Deconstructing the Demise of Group Insurance: Where the Skeptics Went Wrong and Why We Remain Bullish

OCT 27

Following the passage of the Patient Protection and Affordable Care Act (ACA) and leading up to the initial enrollment period in the public exchanges (for the 2014 plan year), many industry observers forecasted that the employer mandate provisions included in the ACA would drastically alter the healthcare benefits landscape to the point of driving large segments of employers out of providing health benefits altogether.

It was expected that new employer regulations, coverage mandates and additional administrative burdens would significantly alter employer willingness to provide health benefits, and this change would trickle down to impact health plans, brokers and other benefits technology vendors.

Though the outlook varied, many well-respected firms used survey data of human resource (HR) professionals and CFOs to predict significant changes to the group insurance marketplace as the public exchanges came online and as the new regulations and coverage mandates went into effect. The overhead would be so burdensome to employers that many would end up choosing to pay the penalty (up to $3,000 per employee) for not providing coverage and instead choose to send their employees to the public exchanges.

The potential disruption in the employer-sponsored insurance (ESI) market caused significant uncertainty in HR departments, at health plans and within the broker and benefits technology landscapes. Investors too were at a standstill due to market uncertainty. Big changes were surely coming to the group insurance marketplace that would have far-reaching implications.

So What Actually Happened?

So far, the doomsday scenarios have not come to pass. The group insurance market has been relatively stable across large group coverage, the mid-market, and even the small end of the market. As the ACA provisions have come into effect, employers have not wholesale looked to drastically change their benefit approaches. Looking forward, things are unlikely to change significantly. The benefit consultants and brokers, who previously predicted massive changes, have updated their views on the group insurance market as shown below. The most recent survey data shows a renewed view that health benefits are an important part of the overall compensation picture and employers’ interest in exiting employees to the public exchanges has fallen drastically.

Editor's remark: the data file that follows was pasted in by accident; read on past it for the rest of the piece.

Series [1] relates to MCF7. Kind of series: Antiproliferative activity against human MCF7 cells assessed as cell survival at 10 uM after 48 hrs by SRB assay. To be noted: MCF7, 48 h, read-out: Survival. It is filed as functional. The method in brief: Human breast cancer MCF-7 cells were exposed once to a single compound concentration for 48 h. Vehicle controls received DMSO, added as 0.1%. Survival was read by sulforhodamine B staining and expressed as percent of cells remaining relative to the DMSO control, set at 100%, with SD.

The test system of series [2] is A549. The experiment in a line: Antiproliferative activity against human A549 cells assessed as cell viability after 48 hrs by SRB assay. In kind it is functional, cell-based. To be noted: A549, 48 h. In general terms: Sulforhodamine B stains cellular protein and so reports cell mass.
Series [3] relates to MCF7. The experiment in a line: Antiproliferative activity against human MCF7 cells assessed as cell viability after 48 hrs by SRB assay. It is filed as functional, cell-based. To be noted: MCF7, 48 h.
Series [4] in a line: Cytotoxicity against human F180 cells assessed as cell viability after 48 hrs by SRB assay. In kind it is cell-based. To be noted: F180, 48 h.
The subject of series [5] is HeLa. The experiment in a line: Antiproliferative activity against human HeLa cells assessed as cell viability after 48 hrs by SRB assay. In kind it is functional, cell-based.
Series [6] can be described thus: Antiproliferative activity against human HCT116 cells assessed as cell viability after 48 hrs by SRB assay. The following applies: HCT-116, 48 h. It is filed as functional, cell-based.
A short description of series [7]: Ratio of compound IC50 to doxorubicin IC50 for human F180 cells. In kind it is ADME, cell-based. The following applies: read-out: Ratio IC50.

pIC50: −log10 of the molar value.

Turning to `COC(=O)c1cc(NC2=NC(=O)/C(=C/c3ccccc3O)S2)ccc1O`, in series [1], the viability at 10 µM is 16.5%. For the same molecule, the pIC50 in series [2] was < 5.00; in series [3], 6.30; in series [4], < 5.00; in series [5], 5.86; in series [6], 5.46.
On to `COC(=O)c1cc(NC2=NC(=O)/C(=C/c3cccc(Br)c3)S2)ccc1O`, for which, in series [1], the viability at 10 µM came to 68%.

Another reason that employers continue to provide ESI is that a viable alternative has not emerged. Consumer satisfaction with the public exchanges (and products offered on the public exchanges) has been extremely low, characterized by a poor and confusing enrollment experience along with increasing premium rates and limited network coverage associated with products offered. Hundreds of millions of dollars have been invested to improve the public exchange experience with questionable outcomes to satisfaction and retention. Employers will continue to be reluctant for employees to fend for themselves in public exchanges in the current environment.

This is not to say that changes in group insurance have not occurred −the opposite is the case. Employers have been trying new strategies to manage continued cost escalation for employee coverage as insurance rates continue to climb. Adoption of High-Deductible and Consumer-Directed Health Plans (CDHP) continues to grow; acceptance of narrow provider networks appears to be gaining in the group segment (and is certainly apparent in public exchange product selection); and other cost-shifting approaches like fully defined-contribution health benefits facilitated through a private exchange are emerging as viable and socially acceptable benefit approaches that help employers better manage cost control for ESI. Focusing in on CDHP, for which data is more readily available, it appears that employer experiences with these products have been positive (i.e., increased adoption, cost savings).



Concurrent with increased employer adoption of CDHP products, we also view private exchange growth as another disruptive force going forward. Accenture projects private exchange growth to almost quadruple through 2017 (from 6 million in 2015 to 22 million in 2017) as employers seek to cap their cost exposure as it relates to health benefits. For employers, the rationale behind defined-contribution arrangements (which are primarily led through a private exchange) is similar to CDHP: it provides risk mitigation (from continued cost escalation) while still providing employees with a benefits alternative as well as the flexibility to select coverage options that best meet their needs. While we are unsure whether the shift to private exchanges will come as quickly as Accenture predicts, our own research and discussions continue to reflect a strong market interest. In order to prepare for this, health plans, brokers and other benefits technology vendors are adjusting their infrastructure to accommodate private exchange functionality.